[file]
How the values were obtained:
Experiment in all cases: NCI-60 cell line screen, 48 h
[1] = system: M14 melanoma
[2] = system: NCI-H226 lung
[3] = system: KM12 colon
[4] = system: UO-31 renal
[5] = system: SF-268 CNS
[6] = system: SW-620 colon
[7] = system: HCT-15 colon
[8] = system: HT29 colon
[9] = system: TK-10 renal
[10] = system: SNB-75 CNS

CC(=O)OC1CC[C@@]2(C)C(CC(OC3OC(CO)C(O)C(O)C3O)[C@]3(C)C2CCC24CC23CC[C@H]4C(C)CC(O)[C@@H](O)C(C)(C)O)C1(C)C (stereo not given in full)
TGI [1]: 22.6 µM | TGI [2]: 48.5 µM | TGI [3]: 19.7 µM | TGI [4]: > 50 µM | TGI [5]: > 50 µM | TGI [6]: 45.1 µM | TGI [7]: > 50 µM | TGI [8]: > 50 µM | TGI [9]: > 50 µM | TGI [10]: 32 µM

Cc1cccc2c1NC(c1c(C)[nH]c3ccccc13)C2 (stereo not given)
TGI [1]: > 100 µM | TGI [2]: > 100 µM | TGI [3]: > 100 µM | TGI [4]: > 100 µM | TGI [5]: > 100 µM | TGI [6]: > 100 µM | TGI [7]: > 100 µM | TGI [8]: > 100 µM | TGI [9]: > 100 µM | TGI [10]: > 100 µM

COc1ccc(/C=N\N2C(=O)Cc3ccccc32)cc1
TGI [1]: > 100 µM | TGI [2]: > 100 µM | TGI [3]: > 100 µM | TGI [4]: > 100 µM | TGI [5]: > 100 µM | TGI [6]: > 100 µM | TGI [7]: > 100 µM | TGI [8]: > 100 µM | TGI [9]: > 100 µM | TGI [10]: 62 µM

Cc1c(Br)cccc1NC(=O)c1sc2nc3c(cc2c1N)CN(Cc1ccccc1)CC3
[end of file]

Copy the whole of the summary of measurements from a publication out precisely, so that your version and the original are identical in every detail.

How the values were obtained:
Experiment in all cases: NCI-60 cell line screen, 48 h
[1] = system: M14 melanoma
[2] = system: NCI-H226 lung
[3] = system: KM12 colon
[4] = system: UO-31 renal
[5] = system: SF-268 CNS
[6] = system: SW-620 colon
[7] = system: HCT-15 colon
[8] = system: HT29 colon
[9] = system: TK-10 renal
[10] = system: SNB-75 CNS

CC(=O)OC1CC[C@@]2(C)C(CC(OC3OC(CO)C(O)C(O)C3O)[C@]3(C)C2CCC24CC23CC[C@H]4C(C)CC(O)[C@@H](O)C(C)(C)O)C1(C)C (stereo not given in full)
TGI [1]: 22.6 µM | TGI [2]: 48.5 µM | TGI [3]: 19.7 µM | TGI [4]: > 50 µM | TGI [5]: > 50 µM | TGI [6]: 45.1 µM | TGI [7]: > 50 µM | TGI [8]: > 50 µM | TGI [9]: > 50 µM | TGI [10]: 32 µM

Cc1cccc2c1NC(c1c(C)[nH]c3ccccc13)C2 (stereo not given)
TGI [1]: > 100 µM | TGI [2]: > 100 µM | TGI [3]: > 100 µM | TGI [4]: > 100 µM | TGI [5]: > 100 µM | TGI [6]: > 100 µM | TGI [7]: > 100 µM | TGI [8]: > 100 µM | TGI [9]: > 100 µM | TGI [10]: > 100 µM

COc1ccc(/C=N\N2C(=O)Cc3ccccc32)cc1
TGI [1]: > 100 µM | TGI [2]: > 100 µM | TGI [3]: > 100 µM | TGI [4]: > 100 µM | TGI [5]: > 100 µM | TGI [6]: > 100 µM | TGI [7]: > 100 µM | TGI [8]: > 100 µM | TGI [9]: > 100 µM | TGI [10]: 62 µM

Cc1c(Br)cccc1NC(=O)c1sc2nc3c(cc2c1N)CN(Cc1ccccc1)CC3